When we wrote recently about Sound Transit’s post-COVID funding shortfalls, the comments conversation turned quickly to Sounder North. The lightly used commuter rail line is everybody’s favorite local example of a transit service serving too few riders at extreme costs per rider. As the only Sound Transit rail serving Snohomish County to date, it has survived persistent concerns about costs in the past. Lynnwood Link is now nearing completion and is anticipated to open in 2024. Is it finally time to cut Sounder North?
Snohomish County, like other subareas, will shortly have to delay or suspend some future projects as the COVID-induced recession reduces tax and fare revenue. Some back-of-the-envelope math suggests cutting Sounder would avoid roughly one and one-half years of delays to Everett Link.
Eight years ago, the Citizen Oversight Panel took a hard look at Sounder North’s performance. In 2012, Sound Transit had already expended $258 million buying the easement from BNSF and more than $300 million on various stationary assets. Ridership was far below initial expectations, and reflected in a high $32 operational cost per boarding. The report concluded “at a certain point in the future, Sound Transit may have to come to terms with a reality that one of its services is not living up to a reasonable definition of viability“.
Since 2012, Sound Transit has expended another $26 million in capital and has a further $105 million scheduled by 2028, much of that for parking expansions at Edmonds and Mukilteo. Operations run about $11 million per year. Those outlays have increased ridership a little by improving reliability in winter, but Sounder North still serves fewer than 800 round-trip commuters each weekday. Four trains in each direction carry morning riders from Everett, Mukilteo and Edmonds to King Street station in Seattle, and back in the afternoon. At about $27 per boarding, the operating costs don’t look much better than in 2012. These costs will soar over $50 per boarding after Lynnwood Link pulls away nearly 40% of riders.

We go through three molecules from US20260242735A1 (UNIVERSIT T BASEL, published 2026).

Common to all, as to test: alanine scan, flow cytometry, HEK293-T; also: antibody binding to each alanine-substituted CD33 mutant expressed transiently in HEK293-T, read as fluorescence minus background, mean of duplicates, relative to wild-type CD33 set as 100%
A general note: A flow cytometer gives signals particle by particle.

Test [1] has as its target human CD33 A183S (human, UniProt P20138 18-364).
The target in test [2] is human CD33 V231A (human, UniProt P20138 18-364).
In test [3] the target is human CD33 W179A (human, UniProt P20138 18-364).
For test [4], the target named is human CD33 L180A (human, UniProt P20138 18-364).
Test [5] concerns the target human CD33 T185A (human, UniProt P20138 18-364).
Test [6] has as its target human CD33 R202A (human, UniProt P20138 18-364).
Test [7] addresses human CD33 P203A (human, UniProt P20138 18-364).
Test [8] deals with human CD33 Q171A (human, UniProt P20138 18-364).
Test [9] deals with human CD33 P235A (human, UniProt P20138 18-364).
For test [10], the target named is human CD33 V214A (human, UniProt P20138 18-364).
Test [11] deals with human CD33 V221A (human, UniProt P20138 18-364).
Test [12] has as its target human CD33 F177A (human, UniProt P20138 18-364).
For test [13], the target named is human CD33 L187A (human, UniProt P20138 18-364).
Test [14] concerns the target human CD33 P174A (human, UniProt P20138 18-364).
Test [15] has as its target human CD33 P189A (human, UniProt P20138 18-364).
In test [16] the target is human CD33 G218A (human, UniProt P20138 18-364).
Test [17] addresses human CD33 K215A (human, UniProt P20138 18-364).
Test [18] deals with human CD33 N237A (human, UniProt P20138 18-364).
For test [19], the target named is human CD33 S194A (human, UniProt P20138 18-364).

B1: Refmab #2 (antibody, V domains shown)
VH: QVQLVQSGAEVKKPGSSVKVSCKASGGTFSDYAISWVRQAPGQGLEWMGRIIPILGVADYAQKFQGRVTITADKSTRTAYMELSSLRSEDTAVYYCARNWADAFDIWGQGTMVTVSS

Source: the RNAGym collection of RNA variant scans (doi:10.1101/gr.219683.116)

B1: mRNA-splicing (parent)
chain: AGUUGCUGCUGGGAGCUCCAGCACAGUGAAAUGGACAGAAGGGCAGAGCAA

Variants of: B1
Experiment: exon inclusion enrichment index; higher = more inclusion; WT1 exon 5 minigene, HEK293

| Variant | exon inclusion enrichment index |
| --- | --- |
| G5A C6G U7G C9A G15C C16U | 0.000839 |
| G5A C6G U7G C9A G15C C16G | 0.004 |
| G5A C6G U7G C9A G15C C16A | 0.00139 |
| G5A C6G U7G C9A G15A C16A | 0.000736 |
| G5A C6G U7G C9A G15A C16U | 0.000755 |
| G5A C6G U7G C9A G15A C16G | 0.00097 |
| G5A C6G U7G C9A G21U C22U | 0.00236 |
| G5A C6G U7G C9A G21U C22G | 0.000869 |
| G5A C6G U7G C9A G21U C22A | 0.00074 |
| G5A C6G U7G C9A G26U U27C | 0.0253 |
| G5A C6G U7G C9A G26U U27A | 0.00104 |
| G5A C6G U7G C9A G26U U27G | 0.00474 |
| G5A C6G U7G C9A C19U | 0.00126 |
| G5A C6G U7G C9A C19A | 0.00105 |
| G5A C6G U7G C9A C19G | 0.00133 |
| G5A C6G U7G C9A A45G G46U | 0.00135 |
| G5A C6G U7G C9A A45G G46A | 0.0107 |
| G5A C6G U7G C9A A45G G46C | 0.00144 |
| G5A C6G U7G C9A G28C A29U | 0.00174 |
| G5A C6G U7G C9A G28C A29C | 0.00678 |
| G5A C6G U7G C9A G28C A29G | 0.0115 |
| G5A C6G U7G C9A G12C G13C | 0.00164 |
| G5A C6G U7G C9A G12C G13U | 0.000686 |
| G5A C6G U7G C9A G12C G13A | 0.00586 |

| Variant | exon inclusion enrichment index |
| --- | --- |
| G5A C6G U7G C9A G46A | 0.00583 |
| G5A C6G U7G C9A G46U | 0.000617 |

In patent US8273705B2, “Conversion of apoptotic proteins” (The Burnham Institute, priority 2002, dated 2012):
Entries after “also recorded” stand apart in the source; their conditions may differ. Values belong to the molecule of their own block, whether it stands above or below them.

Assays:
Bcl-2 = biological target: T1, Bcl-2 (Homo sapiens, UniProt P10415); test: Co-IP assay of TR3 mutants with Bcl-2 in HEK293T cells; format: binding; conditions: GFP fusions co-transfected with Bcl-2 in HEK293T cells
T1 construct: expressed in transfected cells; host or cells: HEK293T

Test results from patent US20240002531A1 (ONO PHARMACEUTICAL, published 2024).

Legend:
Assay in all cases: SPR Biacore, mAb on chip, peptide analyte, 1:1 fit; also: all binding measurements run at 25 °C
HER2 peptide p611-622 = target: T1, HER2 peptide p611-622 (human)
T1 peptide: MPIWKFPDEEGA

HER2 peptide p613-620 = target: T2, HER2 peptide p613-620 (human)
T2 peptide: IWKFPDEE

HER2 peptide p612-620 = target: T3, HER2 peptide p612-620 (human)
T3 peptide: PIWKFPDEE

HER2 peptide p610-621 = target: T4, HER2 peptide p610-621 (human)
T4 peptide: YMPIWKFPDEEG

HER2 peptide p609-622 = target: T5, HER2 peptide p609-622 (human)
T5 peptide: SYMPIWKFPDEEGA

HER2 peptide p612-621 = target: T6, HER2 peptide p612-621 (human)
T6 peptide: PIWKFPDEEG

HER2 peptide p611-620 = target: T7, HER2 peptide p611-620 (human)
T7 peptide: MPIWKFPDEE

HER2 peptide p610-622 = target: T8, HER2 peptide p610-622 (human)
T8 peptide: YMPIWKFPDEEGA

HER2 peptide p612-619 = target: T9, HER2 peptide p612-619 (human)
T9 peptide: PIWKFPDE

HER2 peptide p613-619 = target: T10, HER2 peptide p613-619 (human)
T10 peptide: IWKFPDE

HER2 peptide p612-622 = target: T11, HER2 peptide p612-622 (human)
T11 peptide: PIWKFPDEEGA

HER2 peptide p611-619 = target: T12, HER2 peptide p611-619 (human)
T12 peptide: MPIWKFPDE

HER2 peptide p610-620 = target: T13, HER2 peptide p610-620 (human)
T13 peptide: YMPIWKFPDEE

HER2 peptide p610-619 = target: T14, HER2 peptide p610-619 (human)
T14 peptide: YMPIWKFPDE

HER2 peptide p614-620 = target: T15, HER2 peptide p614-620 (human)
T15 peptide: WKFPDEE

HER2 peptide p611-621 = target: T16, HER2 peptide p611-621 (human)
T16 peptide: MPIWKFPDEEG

By the metrics of the Oversight Panel in 2012, there seems no path to “a reasonable definition of viability“.
Set against a tens of billions of dollars capital program, it has historically appeared small enough to ignore. Riders are enthusiastic and politically potent even if not so numerous. But trade-offs are real, as continued investment in Sounder North diverts resources from better used services in the Snohomish subarea. Here’s the math.
Sounder North is projected to consume $485 million in capital, operations and state of good repair expenses between 2020 and 2041. Light rail, BRT, and Regional Express buses were projected to run a shade under $10 billion over the same time, before the imminent recession derailed the forecast. Of that, $5.9 billion is in light rail capital outlays post-Lynnwood Link, including the Everett extension and a ridership-based share of the second downtown tunnel.
An immediate stop to Sounder service on the north line is about one-twelfth the Link capital program cost over two decades. Very roughly, there’s enough money currently committed to Sounder North to cover the Snohomish Link capital program for about one and one-half years. In a severe recession, some delays in Link reaching Everett are inevitable, but shaving one and one-half years off those delays seems worthwhile when the alternative is a train serving fewer than a thousand daily commuters in 2041.